By ERIN SANSON
The trial of former State Senator for the 49th, then 50th district, which includes Morgan, Greene, Pike, Scott and Calhoun counties and portions of Jersey, Macoupin, Madison and Sangamon counties, and former Gubernatorial candidate William “Sam” McCann Jr. was back on and then off again in recent weeks.
McCann made a virtual reappearance in court on Feb. 2, where the Judge overseeing his case, Magistrate Judge Eric Long, granted a request to continue the case to prepare the defense before trial. Long granted the continuance and vacated McCann’s trial date which was set for Feb. 14. A status hearing has been set for March 13 and jury selection for the trial has been set for June 25.
The continuance was granted after McCann’s federal public defender, Rosana Brown, requested to withdraw as counsel from the case citing, “a conflict of interest,” as being the reason for the parting and continuing by saying, “the federal public defender’s interests have become materially adverse and the attorney-client relationship is irreparably broken.”
The court then appointed attorney Chuck Schierer to represent McCann. Schierer will be the third attorney representing McCann since the trial began in Feb. 2021. Schierer filed the request for continuance on Jan. 25, making it the tenth such request in the trial.
McCann was federally indicted in 2021 with nine counts against him. The indictment indicated he used some of about $5 million in campaign funds for personal expenses and concealed that use from donors, the state and law enforcement agencies.
The first seven counts against McCann accuse him of fraud by wire, radio or television. Court documents state that “beginning in or about May 2015 until June 2020, the defendant devised and executed a scheme to defraud donors and contributors to his campaigns and to obtain money and property by means of materially false pretenses, promises and representations.”
He was also charged with money laundering, in which “on or about June 15, 2018, the defendant conducted and caused to be conducted, a financial transaction affecting interstate and foreign commerce.”
The ninth charge was for attempting to evade or defeat tax, charging documents state that, “In or about Jan. 2018 through in or about Oct. 2019, the defendant willfully attempted to evade and defeat income tax due and owning by him and his spouse.”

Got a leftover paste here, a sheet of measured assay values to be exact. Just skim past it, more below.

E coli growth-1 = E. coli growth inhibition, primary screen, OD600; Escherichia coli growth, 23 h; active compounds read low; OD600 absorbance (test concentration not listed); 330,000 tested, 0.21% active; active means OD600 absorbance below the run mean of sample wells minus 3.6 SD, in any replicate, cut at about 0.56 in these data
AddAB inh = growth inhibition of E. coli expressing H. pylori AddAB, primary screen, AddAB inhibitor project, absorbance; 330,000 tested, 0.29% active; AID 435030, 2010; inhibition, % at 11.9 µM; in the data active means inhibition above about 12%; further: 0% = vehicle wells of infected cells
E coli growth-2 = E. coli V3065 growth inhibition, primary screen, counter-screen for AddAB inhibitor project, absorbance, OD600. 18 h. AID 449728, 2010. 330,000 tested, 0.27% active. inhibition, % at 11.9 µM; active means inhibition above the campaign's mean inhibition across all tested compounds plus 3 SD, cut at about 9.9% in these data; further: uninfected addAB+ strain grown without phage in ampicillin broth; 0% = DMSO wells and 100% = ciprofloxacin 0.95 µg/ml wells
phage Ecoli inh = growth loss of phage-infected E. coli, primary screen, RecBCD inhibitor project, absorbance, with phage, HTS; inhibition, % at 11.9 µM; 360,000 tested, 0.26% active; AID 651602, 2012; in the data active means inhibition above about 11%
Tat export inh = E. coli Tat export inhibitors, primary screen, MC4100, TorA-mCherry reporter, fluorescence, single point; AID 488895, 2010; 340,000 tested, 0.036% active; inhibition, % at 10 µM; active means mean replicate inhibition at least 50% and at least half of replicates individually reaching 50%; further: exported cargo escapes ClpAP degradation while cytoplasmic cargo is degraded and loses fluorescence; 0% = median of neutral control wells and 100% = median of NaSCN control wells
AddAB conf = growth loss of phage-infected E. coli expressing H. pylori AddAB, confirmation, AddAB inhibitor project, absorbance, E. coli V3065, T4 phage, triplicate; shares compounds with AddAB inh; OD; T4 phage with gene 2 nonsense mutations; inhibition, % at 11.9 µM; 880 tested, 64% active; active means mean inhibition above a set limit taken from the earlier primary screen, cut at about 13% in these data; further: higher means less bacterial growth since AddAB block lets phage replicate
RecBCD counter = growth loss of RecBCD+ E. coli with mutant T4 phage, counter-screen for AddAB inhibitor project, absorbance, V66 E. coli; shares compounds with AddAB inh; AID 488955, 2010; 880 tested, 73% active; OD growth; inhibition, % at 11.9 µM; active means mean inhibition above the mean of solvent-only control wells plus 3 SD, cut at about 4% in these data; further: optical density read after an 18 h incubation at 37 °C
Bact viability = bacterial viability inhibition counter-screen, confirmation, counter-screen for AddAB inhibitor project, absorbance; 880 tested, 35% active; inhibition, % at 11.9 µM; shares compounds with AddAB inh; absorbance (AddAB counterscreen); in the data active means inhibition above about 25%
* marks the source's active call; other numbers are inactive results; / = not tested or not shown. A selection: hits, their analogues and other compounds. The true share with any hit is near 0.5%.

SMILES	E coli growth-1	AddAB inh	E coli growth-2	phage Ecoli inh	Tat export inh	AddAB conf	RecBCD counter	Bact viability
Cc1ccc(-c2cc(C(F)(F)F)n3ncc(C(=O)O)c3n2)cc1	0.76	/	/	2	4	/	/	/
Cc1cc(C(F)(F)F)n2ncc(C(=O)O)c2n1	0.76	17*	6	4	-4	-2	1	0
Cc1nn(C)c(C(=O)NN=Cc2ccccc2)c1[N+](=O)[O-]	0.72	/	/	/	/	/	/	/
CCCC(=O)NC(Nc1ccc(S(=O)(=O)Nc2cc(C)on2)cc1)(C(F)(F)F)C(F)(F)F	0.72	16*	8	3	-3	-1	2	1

McCann plead not guilty to the charges, though in August, Brown indicated a plea deal may have been in the works.
McCann currently remains free on recognizance bond with several conditions. If convicted on all counts, McCann could face more than 45 years in prison and a $1 million fine.
According to a Press Release from the U.S. Attorney’s Office for the Central Illinois District from Feb. 2021, several instances of the use of campaign funds to purchase personal vehicles, pay personal debts, make mortgage payments, and pay himself were alleged, including:
The use of more than $60,000 of campaign funds to partially fund the purchases of a 2017 Ford and a 2018 Ford truck, both of which were titled in his own name and used for personal travel. Campaign funds were then further used for loan payments on the truck and for fuel and insurance expenses on both vehicles. McCann at the same time was allegedly using campaign funds to reimburse mileage expense claims he did not incur;
In April 2018, it is alleged that McCann used $18,000 in campaign funds to purchase a recreational trailer and in May of the same year used $25,000 to buy a motor home, both of which were titled under McCann’s name;
An online account with a recreational vehicle rental business was created and listed the vehicles for rent identifying Sam McCann as the owner. McCann then established a second account with the same business, identifying himself as William McCann, a potential renter, with a different residential address and email than those he listed as the owner. From approximately May 2018 to June 2018, McCann, while representing himself as the renter, William, rented both the travel trailer and motor home from Sam, the owner, through the RV rental business. McCann caused a total of approximately $62,666 in campaign funds to be used to pay the rental cost of the vehicles. The rental business retained approximately $9,838 for commission and paid McCann, as the owner, approximately $52,827 by direct deposit to McCann’s personal checking account. McCann reimbursed the campaign accounts $18,000, resulting in more than $77,000 in campaign funds used to buy and rent from himself;
On or about Oct. 4, 2016, McCann allegedly used a $20,000 cashier’s check funded by a campaign account and issued to himself to pay off a personal loan, including legal fees, that had originally been issued to him as an equipment loan in 2011 and was in collection by the bank due to non-payment;
From May 2015 to August 2020, McCann allegedly used campaign funds to pay approximately $64,750 on two separate personal mortgage loans that were secured by his former residence in Carlinville and an adjoining property used as an office for his construction business;
In November 2018, after an unsuccessful campaign for Governor of Illinois, when he was no longer a candidate for office and did not financially support any other candidate, and continuing to June 2020, McCann allegedly caused the Conservative Party of Illinois to issue approximately $187,000 in payments to himself personally and an additional $52,282 in payments for payroll taxes. Using a payroll service, McCann was allegedly able to conceal himself as the payee for the expenditures from the campaign account;
The indictment also alleges that approximately $50,000 in campaign funds were used for personal expenses including Green Dot credit card payments related to a family vacation in Colorado and other personal expenses, charges from Apple iTunes, Amazon, a skeet and trap club, Cabela’s, Scheels, Best Buy, a gun store, and cash withdrawals.